Audio processing, voice recognition, and efficient data transmission have become integral aspects of modern technology. In this step-by-step guide, we explore a hands-on ESP32 I2S Audio Processing project that leverages the I2S (Inter-IC Sound) interface and ESP32 microcontroller.
By utilizing the I2S interface, which supports high-quality digital audio data transfer, this project aims to capture audio input signals from external sources and process them within the ESP32, which can be used to perform specific audio processing algorithms.
Additionally, the I2S functionality will be employed to facilitate the transmission of processed or recognized audio data to other devices or systems, enabling seamless communication and integration within larger audio-centric applications or networks.
Here we try to attach the I2S-based MEMS mic array and then try to get the I2S buffer data and display it on port in real time.
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The components needed are listed in the table below.
Bill of Materials
ESP32 I2S Audio Processing – Coding
Here we are using Arduino IDE. First, the I2S driver is initialized in code by default. This driver is pre-installed in the board manage library but in case it is not there, then install this library in Arduino IDE.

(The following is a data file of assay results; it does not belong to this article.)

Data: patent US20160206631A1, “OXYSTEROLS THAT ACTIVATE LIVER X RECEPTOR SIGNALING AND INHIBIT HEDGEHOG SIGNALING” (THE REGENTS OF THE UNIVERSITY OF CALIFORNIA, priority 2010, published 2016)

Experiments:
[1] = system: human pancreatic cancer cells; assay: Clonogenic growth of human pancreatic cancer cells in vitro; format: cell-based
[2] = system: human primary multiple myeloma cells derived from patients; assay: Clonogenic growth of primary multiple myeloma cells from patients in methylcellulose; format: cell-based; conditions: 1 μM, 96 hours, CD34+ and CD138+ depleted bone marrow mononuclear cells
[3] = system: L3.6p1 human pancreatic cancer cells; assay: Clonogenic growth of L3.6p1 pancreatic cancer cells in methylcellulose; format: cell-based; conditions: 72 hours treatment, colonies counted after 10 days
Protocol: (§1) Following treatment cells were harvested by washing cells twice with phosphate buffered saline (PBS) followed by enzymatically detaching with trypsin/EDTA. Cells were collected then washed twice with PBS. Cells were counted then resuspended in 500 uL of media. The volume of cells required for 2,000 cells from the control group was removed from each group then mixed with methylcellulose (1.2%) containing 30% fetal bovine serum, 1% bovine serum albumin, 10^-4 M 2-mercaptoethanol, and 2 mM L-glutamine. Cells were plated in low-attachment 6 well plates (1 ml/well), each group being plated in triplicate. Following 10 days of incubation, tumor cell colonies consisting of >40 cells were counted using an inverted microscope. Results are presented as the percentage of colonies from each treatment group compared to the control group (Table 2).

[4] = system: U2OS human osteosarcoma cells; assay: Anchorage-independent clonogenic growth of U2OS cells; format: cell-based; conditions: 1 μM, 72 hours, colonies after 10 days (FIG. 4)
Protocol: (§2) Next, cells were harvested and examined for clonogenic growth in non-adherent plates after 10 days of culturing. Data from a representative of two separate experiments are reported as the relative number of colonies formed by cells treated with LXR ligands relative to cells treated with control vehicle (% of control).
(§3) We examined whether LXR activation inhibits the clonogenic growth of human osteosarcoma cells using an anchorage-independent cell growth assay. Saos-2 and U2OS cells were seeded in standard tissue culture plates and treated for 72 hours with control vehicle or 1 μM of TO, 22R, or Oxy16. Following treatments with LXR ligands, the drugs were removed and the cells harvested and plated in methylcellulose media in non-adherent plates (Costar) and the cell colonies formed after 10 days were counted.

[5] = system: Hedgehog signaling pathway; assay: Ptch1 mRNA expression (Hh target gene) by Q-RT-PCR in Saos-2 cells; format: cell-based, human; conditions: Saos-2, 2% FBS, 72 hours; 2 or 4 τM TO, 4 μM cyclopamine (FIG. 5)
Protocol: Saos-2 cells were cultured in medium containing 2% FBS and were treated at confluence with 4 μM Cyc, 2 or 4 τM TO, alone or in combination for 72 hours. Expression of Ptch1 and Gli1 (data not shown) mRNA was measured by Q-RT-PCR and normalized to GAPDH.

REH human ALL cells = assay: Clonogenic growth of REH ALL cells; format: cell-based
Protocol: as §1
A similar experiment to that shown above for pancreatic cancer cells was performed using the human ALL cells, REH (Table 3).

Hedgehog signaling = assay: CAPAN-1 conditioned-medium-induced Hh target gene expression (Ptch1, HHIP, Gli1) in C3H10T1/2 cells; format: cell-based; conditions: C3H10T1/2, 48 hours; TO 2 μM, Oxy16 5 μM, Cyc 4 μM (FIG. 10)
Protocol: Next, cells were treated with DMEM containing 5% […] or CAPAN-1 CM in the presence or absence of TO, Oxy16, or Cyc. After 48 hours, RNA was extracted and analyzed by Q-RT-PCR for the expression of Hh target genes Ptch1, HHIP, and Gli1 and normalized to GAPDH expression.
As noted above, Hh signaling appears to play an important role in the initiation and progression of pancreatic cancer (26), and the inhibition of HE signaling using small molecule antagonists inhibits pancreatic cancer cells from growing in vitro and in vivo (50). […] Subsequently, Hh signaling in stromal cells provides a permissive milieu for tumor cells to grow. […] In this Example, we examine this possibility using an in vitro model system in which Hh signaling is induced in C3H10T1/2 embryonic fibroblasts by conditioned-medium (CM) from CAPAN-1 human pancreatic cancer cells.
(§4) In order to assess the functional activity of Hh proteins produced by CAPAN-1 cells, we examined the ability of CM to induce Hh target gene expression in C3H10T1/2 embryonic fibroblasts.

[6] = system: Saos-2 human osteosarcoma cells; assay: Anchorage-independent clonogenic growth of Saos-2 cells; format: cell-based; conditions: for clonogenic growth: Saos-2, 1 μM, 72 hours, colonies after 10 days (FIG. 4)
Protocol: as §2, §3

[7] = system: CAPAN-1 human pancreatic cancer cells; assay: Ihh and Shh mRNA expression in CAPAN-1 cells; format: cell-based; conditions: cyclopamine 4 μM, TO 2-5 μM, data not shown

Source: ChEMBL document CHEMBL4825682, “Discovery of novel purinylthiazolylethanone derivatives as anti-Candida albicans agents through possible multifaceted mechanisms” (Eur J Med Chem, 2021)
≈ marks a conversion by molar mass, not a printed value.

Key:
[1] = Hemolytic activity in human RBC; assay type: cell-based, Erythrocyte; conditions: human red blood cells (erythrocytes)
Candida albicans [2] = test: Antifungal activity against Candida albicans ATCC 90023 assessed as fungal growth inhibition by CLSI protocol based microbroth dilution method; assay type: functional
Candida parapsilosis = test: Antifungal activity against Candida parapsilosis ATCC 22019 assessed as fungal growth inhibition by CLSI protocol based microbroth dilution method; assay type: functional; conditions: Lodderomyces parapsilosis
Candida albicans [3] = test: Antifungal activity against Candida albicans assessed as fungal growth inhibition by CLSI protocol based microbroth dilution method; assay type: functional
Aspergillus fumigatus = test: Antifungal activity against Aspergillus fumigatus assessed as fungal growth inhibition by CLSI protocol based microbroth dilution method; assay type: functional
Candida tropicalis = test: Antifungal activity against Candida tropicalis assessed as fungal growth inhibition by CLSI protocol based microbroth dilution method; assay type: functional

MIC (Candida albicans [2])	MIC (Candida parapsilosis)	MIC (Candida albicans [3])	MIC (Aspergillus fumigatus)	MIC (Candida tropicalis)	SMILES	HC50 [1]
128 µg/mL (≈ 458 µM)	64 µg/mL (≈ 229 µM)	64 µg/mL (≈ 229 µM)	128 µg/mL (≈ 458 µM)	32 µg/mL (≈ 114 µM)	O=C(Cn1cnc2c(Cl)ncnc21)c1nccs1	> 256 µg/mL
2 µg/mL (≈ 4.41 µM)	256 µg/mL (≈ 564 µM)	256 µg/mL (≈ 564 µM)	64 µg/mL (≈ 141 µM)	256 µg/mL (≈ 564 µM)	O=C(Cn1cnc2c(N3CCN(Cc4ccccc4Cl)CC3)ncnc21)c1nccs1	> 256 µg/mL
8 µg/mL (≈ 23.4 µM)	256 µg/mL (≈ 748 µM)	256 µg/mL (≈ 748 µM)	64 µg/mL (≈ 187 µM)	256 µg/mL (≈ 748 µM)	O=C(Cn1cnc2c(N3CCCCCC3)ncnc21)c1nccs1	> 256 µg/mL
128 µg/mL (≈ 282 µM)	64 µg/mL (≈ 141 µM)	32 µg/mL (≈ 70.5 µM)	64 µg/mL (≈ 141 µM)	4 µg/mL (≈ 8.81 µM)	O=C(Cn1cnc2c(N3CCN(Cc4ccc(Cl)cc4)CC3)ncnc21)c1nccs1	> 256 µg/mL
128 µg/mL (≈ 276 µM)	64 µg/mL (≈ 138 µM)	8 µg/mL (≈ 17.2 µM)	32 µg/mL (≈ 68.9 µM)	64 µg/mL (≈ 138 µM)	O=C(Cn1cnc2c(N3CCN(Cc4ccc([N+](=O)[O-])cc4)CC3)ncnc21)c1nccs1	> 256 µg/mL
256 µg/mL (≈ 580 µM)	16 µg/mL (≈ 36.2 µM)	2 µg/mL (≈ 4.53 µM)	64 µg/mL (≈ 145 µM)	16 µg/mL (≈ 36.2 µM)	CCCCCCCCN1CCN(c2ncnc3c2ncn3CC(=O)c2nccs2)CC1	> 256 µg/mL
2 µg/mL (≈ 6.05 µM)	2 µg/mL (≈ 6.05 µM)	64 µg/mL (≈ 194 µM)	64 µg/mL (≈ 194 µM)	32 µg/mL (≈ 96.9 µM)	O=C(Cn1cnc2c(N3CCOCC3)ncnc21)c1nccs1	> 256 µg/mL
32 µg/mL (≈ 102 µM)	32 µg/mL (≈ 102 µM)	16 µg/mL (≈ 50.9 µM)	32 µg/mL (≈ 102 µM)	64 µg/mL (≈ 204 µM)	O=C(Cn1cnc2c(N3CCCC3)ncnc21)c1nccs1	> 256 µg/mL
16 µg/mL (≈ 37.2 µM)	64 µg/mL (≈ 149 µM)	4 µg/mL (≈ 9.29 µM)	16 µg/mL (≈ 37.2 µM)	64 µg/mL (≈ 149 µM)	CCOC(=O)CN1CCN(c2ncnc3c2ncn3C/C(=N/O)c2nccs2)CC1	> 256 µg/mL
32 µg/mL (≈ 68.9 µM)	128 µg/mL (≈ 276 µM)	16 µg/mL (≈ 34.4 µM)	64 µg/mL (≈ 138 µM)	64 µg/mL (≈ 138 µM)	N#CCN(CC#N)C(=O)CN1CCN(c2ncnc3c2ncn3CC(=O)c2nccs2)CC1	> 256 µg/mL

Now we are ready to code. First, you need to include the I2S driver library in the code, then you can configure the input like a sample rate or bit rate for audio capture and other things in the code
Next, you need to set the pins for the I2S interfacing in the code.
It typically consists of three lines:
- Serial Data (SD): This line carries the actual audio data in a serial format.
- Word Clock (WS or LRCLK – Left/Right Clock): This line is responsible for indicating the beginning of each audio sample. It helps synchronize the sender and receiver so that they know when to read the data.
- Bit Clock (BCLK): This line carries the clock signal that determines the rate at which the bits of audio data are transmitted.
Additionally, there might be a fourth line for a Master Clock (MCLK) in some configurations. MCLK provides the master timing reference for the audio data transmission.
Here in the code, I have used GPIO 26, 22, and 25 for these I2S pins.
Now create the setup function and then the loop function and set the code to capture the audio data and display it in the serial monitor.
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Now connect the components according to the following circuit diagram.
After uploading the code open the serial monitor. You can see the I2S data; you can also open the serial plotter to visualize the serial data.
This project showcases the synergy between hardware, represented by the I2S mic array and ESP32 microcontroller, and software encapsulated in the Arduino code. The I2S interface emerges as a crucial component, ensuring high-quality digital audio data transfer.
By combining audio processing, voice recognition, and efficient transmission, this project opens doors to a myriad of applications within the audio-centric domain. As technology continues to evolve, the marriage of I2S and ESP32 promises innovative solutions for the future of audio processing.